What does it mean if your child snores? In adults, snoring can indicate issues with sleep apnea or other sleep disorders. It can be a sign of similar issues in kids, including ADHD, but snoring in kids is often dismissed as simply annoying and/or a phase. It shouldn’t be.
People who snore – children and adults alike – often don’t get enough deep and restorative sleep and that leads to cumulative sleep deprivation. For kids, whose brains are still developing, this
can have serious consequences in learning and behavior. Sleep studies have indicated that kids who are chronically sleep deprived – young children through teenagers- have increased symptoms of
depression, attention deficit disorder, obesity, and higher incidence of risky behaviors, and generally are not functioning at their potential.
Causes of snoring
Some snoring is a short-lived thing. If your child has a respiratory infection or it’s allergy season, sleep – and how a child sleeps – can be a symptom of overall health. Perhaps simple treatment
is in order – a visit to the pediatrician or regular allergy medication.
Some snoring, especially long-term snoring, can be attributed to anatomical issues: the chronic swelling of adenoids and tonsils for a variety of reasons can contribute to difficulty in calm
breathing during sleep. One recent study in the medical journal Pediatrics implied that up to a quarter of attention deficit disorder diagnoses could be treated with removal of adenoids;
the ADD symptoms were related to sleep deprivation. A year after adenoids and tonsils had been surgically, removed a number of kids showed no ADD symptoms at all! While such a treatment may not be
appropriate for your child’s situation, it’s still a staggering idea.
In still other cases, obstructive sleep apnea is the issue – and it’s a big issue in and of itself. Dr. Kevin D. Pereira says you may notice increased sleep apnea or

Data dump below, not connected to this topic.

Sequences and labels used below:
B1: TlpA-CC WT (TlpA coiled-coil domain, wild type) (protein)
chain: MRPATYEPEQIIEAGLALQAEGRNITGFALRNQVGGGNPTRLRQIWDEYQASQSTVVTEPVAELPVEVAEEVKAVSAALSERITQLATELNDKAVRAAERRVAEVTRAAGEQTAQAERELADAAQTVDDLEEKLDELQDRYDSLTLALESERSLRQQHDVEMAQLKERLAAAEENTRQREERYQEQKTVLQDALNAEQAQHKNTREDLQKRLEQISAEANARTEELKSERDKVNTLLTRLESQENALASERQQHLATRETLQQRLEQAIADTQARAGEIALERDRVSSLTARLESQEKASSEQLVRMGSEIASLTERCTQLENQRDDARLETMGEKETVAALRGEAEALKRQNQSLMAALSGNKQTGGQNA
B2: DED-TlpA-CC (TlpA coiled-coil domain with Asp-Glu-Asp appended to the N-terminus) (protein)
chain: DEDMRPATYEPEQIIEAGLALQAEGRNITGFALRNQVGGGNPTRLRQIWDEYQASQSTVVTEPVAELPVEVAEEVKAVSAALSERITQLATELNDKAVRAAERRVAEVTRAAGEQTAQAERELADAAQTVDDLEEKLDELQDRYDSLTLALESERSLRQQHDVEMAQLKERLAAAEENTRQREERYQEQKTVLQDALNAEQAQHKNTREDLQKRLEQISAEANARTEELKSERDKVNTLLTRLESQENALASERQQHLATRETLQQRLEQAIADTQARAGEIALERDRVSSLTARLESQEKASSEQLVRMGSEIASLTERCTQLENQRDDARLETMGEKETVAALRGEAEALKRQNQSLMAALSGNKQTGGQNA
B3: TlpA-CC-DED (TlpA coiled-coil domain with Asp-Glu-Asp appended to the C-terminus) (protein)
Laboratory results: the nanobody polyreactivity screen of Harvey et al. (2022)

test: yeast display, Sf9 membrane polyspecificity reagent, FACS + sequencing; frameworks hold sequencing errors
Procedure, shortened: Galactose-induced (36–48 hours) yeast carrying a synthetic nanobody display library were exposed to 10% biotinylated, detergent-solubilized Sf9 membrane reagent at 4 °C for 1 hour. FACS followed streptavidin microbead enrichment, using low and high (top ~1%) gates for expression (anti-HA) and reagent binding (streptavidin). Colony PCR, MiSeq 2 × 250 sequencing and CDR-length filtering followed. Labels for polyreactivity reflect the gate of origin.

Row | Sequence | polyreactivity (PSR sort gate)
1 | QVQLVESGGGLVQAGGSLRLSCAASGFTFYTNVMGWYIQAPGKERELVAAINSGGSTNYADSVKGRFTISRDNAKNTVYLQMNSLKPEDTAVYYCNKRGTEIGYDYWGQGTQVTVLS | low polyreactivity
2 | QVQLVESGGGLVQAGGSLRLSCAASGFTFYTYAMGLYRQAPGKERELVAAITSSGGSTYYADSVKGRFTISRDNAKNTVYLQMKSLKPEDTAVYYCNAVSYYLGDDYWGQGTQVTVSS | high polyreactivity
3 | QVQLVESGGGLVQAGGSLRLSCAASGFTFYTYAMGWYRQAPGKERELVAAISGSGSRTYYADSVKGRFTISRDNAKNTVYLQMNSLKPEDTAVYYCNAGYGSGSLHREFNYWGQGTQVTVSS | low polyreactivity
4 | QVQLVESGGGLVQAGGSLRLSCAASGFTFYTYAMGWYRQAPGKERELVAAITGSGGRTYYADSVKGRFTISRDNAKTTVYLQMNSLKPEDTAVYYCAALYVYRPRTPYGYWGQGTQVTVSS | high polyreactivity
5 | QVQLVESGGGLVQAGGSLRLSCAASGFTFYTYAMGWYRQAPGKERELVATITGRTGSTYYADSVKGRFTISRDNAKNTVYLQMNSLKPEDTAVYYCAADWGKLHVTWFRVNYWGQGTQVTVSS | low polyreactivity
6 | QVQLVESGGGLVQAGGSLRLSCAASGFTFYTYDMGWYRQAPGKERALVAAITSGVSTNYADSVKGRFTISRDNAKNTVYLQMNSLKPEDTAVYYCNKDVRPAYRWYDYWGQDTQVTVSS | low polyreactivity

respitory disturbances, such as snoring, when chldren sleep on their back. “The mean RDI [an index measuring respitory events that disturb sleep] rose more than 50% of the time when spent in
supine (face upwards)sleep.
Treating sleep apnea is a more involved process, though well worth the time and effort. In my own life, I’ve seen treatment for sleep apnea truly turn lives around.
Whether your child snores all year round or only during high allergy seasons or in some other situations, don’t dismiss it. If your child’s pediatrician isn’t responsive to your concerns, ask for a
referral to a sleep specialist and possibly an ear, nose, and throat specialist. A full workup, and that may include keeping a sleep journal and a visit to a sleep lab with your child may seem like
overkill – but is it really if your child’s long term health, learning and functioning is at stake?
As we increasingly understand the need for and impact of sleep on growing brains, anything that affects sleep is not to be dismissed. Good, restorative and restful sleep is truly a gift. So if your
child snores, don’t dismiss it.
More on kids and sleep
- Is it a cold or allergies?
- How to help kids sleep
Toddlers and sleep apnea:
Supine sleep increases symptoms